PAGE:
Certainty Has Never Been in Shorter Supply

June 29, 2023

Picturing the future is never easy, but I’m not sure it’s ever been harder than it is today. It feels as if any number of global factors — from the ongoing war in Ukraine to China’s looming population crisis to the rapid emergence of machine learning and AI technology — could seismically impact how everything else shakes out.

It also feels that for every force pushing society one way, an equal and opposite force pulls the other direction.

While tech layoffs mount, other sectors still struggle to fill key roles, and the U.S. unemployment rate remains near a half-century low. While fears of a global energy crisis remain, companies undertake ESG commitments of unprecedented scope. And just while the speculative bubble of major tech stocks gradually began to pop, OpenAI raised capital on a record-setting, bubble-esque $29-billion valuation.

What we are looking at is neither a thriving economy nor a recessionary one (at least in the traditional sense). It’s an economy that, much like our world, is changing and growing in complexity so rapidly that we can no longer observe it as a monolith. Parts of it are thriving while others are withering. Jobs appear plentiful in many areas, but people are hardly filling them.

As we know, organizations that succeed over longer timelines balance the present with the future, and it is still our imperative as leaders to anticipate what’s coming. The disruptions and challenges of the past few years have made everything but the here-and-now feel unknowable at times, but this only makes it more essential that we protect space to analyze, prepare and imagine a better future.

And so against that backdrop, Gagen MacDonald’s latest white paper, 5 Priorities in 2023 for Future-Forward, People-Focused Leadersis our latest attempt at separating the signals from the noise.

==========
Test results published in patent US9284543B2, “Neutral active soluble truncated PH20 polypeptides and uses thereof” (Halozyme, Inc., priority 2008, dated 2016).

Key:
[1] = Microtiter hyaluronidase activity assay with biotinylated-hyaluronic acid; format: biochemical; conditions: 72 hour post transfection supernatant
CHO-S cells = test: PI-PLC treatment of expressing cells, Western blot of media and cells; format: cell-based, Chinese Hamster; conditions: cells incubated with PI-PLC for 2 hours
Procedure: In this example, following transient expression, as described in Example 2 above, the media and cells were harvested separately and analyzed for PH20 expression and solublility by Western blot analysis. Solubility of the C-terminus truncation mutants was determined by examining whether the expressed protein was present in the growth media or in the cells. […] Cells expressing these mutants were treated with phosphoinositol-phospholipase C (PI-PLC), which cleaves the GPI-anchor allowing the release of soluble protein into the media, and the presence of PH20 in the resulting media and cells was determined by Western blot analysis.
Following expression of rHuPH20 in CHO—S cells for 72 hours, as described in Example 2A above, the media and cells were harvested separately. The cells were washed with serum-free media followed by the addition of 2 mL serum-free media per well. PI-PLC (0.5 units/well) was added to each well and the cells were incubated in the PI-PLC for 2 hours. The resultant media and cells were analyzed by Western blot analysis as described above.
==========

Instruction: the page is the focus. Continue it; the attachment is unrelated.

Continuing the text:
In December 2019, we forecasted five trends we believed would shape employee experiences in the 2020s. Here they are, as described in the white paper:

  1. Money Isn’t Everything
    Employees are looking for meaning and fulfillment at work and will sacrifice money to find it.
  2. The Loneliness Epidemic
    Loneliness has become a very real epidemic, leaving employees feeling isolated, distrustful and alone.
  3. Remote Teams on the Rise
    More organizations are relying on geographically dispersed teams and more employees expect or want to work from home, resulting in challenges for collaboration, innovation and strategy execution.
  4. The Automation Reckoning
    Emerging technologies will reshape how large segments of work are performed, resulting in significant job changes and many displacements.
  5. Maximizing the Gig Economy
    Due to platform technologies like Uber and lean business models that rely greatly on freelancers, a growing percentage of large companies’ workers will not be permanent employees.

Not to toot our own horn, but looking back, I’m amazed at just how true these predictions have turned out to be. Loneliness, remote collaboration, meaning and purpose, the gig economy and automation have all become far more powerful societal currents in the years since we forecasted them. Despite everything we couldn’t see coming in 2019 and the fact that we’re only in the early 2020s, these themes have already come to bear in tangible, powerful ways. Recognizing this helps put COVID-19’s effect in perspective. For as much as it was the most massive disruption to work ever, in many ways, the pandemic’s effect on the business world has been less like a major swerve and more like an acceleration on the path we were already heading down.

At Gagen, we continue to monitor all these trends closely, and in the years since we published the 2020s paper, we’ve continued to make predictions in the form of yearly priorities for leaders. If the decade trends we predicted are like currents — large, sweeping forces fundamentally reshaping work — the yearly priorities cover what future-forward, people-focused leaders can do this year to swim with these currents. Each stems from at least one of the broader decade themes we noted above.

It’s never easy to proactively change a business, but it’s usually better than waiting for circumstances to force your hand.

I’m confident that leaders who truly prioritize these actions will make a real difference for their businesses, this year and in many years to come.

From all of us at Gagen, good luck — we’re rooting for you!

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